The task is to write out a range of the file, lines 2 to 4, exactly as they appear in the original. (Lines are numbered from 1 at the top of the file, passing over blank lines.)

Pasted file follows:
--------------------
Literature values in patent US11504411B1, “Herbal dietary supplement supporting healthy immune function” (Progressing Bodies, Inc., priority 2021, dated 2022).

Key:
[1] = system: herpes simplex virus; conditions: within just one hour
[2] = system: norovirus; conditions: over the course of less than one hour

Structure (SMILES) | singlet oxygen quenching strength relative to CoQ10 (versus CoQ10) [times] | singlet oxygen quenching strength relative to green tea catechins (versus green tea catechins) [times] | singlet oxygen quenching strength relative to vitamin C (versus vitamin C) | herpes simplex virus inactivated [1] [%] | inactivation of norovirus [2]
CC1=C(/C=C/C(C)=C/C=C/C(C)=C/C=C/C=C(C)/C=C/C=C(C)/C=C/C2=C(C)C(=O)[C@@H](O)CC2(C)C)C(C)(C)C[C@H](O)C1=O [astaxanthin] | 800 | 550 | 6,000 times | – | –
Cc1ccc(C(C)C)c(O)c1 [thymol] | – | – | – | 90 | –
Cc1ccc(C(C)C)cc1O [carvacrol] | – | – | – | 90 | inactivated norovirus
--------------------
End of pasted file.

Key:
[1] = system: herpes simplex virus; conditions: within just one hour
[2] = system: norovirus; conditions: over the course of less than one hour